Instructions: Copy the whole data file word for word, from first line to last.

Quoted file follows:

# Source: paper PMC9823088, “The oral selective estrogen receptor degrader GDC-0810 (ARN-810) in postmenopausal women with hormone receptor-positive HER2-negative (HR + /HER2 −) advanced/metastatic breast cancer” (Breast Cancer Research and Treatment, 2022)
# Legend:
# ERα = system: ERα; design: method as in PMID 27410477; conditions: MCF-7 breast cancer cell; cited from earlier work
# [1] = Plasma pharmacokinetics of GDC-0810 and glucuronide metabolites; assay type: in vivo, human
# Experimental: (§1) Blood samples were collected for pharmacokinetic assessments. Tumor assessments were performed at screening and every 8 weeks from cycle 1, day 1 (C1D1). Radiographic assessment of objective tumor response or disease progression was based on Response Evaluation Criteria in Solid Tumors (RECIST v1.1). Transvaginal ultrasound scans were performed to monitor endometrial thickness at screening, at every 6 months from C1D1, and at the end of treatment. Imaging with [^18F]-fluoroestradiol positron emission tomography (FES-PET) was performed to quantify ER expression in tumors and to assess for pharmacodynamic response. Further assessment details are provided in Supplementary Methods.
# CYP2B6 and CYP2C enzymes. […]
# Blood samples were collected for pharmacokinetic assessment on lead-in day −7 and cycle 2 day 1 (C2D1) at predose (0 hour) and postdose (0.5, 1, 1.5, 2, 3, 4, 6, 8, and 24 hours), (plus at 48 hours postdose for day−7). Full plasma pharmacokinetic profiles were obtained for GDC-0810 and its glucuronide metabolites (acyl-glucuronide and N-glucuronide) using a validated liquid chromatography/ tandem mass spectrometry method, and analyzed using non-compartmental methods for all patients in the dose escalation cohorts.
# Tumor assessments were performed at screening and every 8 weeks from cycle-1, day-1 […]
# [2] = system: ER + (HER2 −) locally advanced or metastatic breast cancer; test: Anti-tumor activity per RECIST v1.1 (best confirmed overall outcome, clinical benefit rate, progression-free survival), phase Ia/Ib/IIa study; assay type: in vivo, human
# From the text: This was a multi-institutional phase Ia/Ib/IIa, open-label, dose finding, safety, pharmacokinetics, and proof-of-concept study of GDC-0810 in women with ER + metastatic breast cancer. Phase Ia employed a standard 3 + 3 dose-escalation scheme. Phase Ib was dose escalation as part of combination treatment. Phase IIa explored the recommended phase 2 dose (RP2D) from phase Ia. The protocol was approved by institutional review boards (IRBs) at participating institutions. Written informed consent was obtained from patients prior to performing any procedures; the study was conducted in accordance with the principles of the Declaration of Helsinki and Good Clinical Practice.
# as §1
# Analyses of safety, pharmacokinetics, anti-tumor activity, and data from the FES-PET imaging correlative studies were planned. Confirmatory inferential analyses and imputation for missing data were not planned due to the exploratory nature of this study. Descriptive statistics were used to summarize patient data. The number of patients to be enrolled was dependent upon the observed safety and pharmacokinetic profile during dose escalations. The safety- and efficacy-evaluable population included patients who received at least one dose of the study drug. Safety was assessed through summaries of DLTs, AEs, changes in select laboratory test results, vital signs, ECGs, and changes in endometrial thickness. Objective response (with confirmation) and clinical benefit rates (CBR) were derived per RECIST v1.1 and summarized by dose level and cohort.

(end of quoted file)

# Source: paper PMC9823088, “The oral selective estrogen receptor degrader GDC-0810 (ARN-810) in postmenopausal women with hormone receptor-positive HER2-negative (HR + /HER2 −) advanced/metastatic breast cancer” (Breast Cancer Research and Treatment, 2022)
# Legend:
# ERα = system: ERα; design: method as in PMID 27410477; conditions: MCF-7 breast cancer cell; cited from earlier work
# [1] = Plasma pharmacokinetics of GDC-0810 and glucuronide metabolites; assay type: in vivo, human
# Experimental: (§1) Blood samples were collected for pharmacokinetic assessments. Tumor assessments were performed at screening and every 8 weeks from cycle 1, day 1 (C1D1). Radiographic assessment of objective tumor response or disease progression was based on Response Evaluation Criteria in Solid Tumors (RECIST v1.1). Transvaginal ultrasound scans were performed to monitor endometrial thickness at screening, at every 6 months from C1D1, and at the end of treatment. Imaging with [^18F]-fluoroestradiol positron emission tomography (FES-PET) was performed to quantify ER expression in tumors and to assess for pharmacodynamic response. Further assessment details are provided in Supplementary Methods.
# CYP2B6 and CYP2C enzymes. […]
# Blood samples were collected for pharmacokinetic assessment on lead-in day −7 and cycle 2 day 1 (C2D1) at predose (0 hour) and postdose (0.5, 1, 1.5, 2, 3, 4, 6, 8, and 24 hours), (plus at 48 hours postdose for day−7). Full plasma pharmacokinetic profiles were obtained for GDC-0810 and its glucuronide metabolites (acyl-glucuronide and N-glucuronide) using a validated liquid chromatography/ tandem mass spectrometry method, and analyzed using non-compartmental methods for all patients in the dose escalation cohorts.
# Tumor assessments were performed at screening and every 8 weeks from cycle-1, day-1 […]
# [2] = system: ER + (HER2 −) locally advanced or metastatic breast cancer; test: Anti-tumor activity per RECIST v1.1 (best confirmed overall outcome, clinical benefit rate, progression-free survival), phase Ia/Ib/IIa study; assay type: in vivo, human
# From the text: This was a multi-institutional phase Ia/Ib/IIa, open-label, dose finding, safety, pharmacokinetics, and proof-of-concept study of GDC-0810 in women with ER + metastatic breast cancer. Phase Ia employed a standard 3 + 3 dose-escalation scheme. Phase Ib was dose escalation as part of combination treatment. Phase IIa explored the recommended phase 2 dose (RP2D) from phase Ia. The protocol was approved by institutional review boards (IRBs) at participating institutions. Written informed consent was obtained from patients prior to performing any procedures; the study was conducted in accordance with the principles of the Declaration of Helsinki and Good Clinical Practice.
# as §1
# Analyses of safety, pharmacokinetics, anti-tumor activity, and data from the FES-PET imaging correlative studies were planned. Confirmatory inferential analyses and imputation for missing data were not planned due to the exploratory nature of this study. Descriptive statistics were used to summarize patient data. The number of patients to be enrolled was dependent upon the observed safety and pharmacokinetic profile during dose escalations. The safety- and efficacy-evaluable population included patients who received at least one dose of the study drug. Safety was assessed through summaries of DLTs, AEs, changes in select laboratory test results, vital signs, ECGs, and changes in endometrial thickness. Objective response (with confirmation) and clinical benefit rates (CBR) were derived per RECIST v1.1 and summarized by dose level and cohort.